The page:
“A mark of all the best fisherman I have known has been the power of concentration, and this, perhaps, is the most important single quality a fisherman can have.” – Roderick L. Haig-Brown
All that is required to be an angler is to let the watery world distract you. Do this, and short attention spans disappear. The river’s power of distraction leads to a more focused attention. Soon the angler begins to see trout where others only see reflection. And the really good anglers, the freaks among the freaks, seem to move beyond mere concentration. This December, find your focus.
Remember the Nature Conservancy closes the end of November; however, the creek below the Kilpatrick Bridge through the Willows and Point of Rocks will remain open until the end of March. This is a great time of year to swing a black or olive leech pattern or slow drift nymphs under a suspension device. On warmer days, you might see some fish surface feeding on midge. The browns are mostly done with their spawn, but please avoid wading through the areas where there was obvious spawning activity.
The Big Wood
This is a great time to escape the hustle of the holidays and find solitude on the Wood. The fish are in their classic winter holding water and the best fishing window is from noon until about three in the afternoon. Of course, once the sun leaves the water, the fishing shuts down so you might as well head to the bar. We are still a couple of months away from the Winter Midge hatch, but you may find the occasional surface feeder. Still, nymphing is the most productive. Remember, winter fish hold in really slow water and takes are very subtle so don’t waste time fishing water where there are no fish. Also, learn how to use a Ketchum Release tool; you will keep your hands dry and warm and the fish stay wet and healthy.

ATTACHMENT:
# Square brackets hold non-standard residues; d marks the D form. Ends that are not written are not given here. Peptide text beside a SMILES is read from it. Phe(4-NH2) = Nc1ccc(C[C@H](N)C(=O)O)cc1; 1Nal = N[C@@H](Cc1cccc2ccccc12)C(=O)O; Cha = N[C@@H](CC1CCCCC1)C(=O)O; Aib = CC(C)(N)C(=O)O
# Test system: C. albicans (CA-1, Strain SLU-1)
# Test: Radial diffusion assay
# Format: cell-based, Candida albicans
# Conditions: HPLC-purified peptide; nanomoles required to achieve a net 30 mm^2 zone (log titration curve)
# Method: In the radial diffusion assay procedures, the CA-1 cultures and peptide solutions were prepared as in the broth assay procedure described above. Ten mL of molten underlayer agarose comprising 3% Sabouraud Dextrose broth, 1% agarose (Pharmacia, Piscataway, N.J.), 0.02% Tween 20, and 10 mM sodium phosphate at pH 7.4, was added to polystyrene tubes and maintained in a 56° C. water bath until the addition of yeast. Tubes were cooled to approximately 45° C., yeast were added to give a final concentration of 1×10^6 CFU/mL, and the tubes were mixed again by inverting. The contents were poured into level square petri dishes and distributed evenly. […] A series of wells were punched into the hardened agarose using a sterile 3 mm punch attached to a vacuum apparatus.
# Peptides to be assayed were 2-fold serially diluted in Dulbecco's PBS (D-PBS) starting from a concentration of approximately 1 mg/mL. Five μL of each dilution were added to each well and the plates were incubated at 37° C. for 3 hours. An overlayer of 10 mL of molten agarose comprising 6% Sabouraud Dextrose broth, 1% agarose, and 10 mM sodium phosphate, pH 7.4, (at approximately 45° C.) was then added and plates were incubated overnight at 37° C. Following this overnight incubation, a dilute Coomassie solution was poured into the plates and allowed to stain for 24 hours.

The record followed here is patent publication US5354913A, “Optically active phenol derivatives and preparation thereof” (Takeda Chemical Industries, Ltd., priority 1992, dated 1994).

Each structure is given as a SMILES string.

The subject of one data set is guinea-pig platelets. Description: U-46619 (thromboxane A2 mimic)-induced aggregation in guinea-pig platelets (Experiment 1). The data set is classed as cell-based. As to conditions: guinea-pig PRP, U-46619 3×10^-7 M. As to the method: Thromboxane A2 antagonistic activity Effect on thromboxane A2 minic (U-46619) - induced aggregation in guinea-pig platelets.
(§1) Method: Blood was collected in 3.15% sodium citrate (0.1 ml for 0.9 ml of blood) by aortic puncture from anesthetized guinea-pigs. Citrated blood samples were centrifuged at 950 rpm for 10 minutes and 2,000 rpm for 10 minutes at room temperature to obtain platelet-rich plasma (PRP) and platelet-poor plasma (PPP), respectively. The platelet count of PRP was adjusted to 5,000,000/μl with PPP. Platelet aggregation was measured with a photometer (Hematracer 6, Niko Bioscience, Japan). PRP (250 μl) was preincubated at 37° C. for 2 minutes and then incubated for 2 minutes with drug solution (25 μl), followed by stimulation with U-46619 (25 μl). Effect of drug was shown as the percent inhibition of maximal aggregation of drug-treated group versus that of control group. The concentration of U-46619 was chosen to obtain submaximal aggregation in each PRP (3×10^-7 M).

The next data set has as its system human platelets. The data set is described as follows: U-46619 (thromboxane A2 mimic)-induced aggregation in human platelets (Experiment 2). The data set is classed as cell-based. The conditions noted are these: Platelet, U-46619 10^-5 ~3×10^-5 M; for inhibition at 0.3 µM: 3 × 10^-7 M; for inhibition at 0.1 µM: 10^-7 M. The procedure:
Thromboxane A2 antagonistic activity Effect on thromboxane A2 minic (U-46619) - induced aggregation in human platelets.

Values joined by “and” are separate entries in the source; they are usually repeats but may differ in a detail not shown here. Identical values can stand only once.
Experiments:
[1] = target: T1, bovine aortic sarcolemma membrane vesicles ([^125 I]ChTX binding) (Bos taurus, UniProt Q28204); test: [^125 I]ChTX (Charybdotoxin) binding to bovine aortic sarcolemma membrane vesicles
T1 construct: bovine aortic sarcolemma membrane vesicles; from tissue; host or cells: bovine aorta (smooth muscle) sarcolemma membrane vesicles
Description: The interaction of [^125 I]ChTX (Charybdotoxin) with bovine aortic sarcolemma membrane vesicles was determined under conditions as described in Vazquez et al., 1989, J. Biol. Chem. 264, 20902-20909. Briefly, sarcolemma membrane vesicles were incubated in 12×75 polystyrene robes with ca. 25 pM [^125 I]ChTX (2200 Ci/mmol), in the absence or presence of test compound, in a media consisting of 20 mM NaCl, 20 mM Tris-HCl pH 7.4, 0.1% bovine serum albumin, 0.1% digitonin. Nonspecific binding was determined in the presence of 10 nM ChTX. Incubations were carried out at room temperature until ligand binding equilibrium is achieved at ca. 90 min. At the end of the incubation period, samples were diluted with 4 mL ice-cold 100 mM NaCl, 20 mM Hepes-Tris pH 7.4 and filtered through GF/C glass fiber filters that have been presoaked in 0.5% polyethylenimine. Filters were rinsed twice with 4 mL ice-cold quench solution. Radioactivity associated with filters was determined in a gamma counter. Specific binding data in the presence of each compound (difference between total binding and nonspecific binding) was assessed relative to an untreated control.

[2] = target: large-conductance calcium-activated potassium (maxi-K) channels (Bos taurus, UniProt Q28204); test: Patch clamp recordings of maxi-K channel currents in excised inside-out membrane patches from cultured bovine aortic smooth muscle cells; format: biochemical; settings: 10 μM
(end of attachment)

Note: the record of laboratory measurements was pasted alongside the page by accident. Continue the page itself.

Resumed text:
South Fork of the Boise
The road is in good condition as of the writing of this report, but in general always come to this river with a 4×4 and chains. The fishing has been good and the crowds relatively light. On mild afternoons you may be able to find some heads up on midge with the cloudy days being best. If you just want to catch fish, try nymphing the slow dancing water right as it transitions into the slower deep water. You will likely pick up a few whiteys and some decent trout.
The Lost Below Mackay
Trail Creek Pass is icy in spots and may completely shut down after the next series of storms slated for the end of this month into early December. It is still worth the trip for a solid day of angling, even if you need to drive around through Arco. The flows are low and conditions are perfect. Small nymphs and fine tippet are going to be the most effective. This is a great time of year to sight nymph the larger fish hanging in the margins. Of course, you can blind nymph the slow buckets or search for an occasional surface feeder. There will be a short window of midge surface activity.
South Fork of the Boise: Iron Lotus | SRS Bullet French Nymph | Duracell Jig 12-18 | Jake’s Perdigon 14-18 | Tungsten Nemec Stone | Pat’s Rubber Legs | Stone Daddy 8 | Bishop’s Dynamite | DB Zebra Midge in black, red, or olive | King Prince
Silver Creek: Baetis | Griffiths Gnats | Parachute Midge | Iron Lotus | Leech patterns | SRS Bullet French Nymph | Jake’s Perdigon 14-18 | DB Zebra Midge in black, red, or olive
Big Lost, Big Wood and Tributaries: Beatis | Midge | Golden Stone | Buggers | Bishop’s Dynamite | SRS Bullet French Nymph | Jake’s Perdigon | Rainbow Warrior | King Prince Nymph | DB Zebra Midge | Quildigons | Frenchie
The Big Lost
South Fork of the Boise